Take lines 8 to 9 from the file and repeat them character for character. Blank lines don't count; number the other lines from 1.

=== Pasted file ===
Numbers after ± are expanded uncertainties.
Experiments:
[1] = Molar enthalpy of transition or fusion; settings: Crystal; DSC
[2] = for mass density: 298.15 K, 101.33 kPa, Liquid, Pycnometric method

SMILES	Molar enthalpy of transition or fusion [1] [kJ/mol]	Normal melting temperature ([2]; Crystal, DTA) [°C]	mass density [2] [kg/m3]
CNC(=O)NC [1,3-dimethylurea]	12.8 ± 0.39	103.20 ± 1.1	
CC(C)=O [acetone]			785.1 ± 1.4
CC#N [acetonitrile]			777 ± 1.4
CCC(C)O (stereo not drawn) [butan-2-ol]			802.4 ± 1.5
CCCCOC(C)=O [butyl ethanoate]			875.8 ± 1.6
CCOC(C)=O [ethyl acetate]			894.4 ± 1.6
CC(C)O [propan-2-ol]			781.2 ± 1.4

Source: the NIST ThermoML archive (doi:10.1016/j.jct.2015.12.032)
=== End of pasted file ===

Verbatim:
CC#N [acetonitrile]			777 ± 1.4
CCC(C)O (stereo not drawn) [butan-2-ol]			802.4 ± 1.5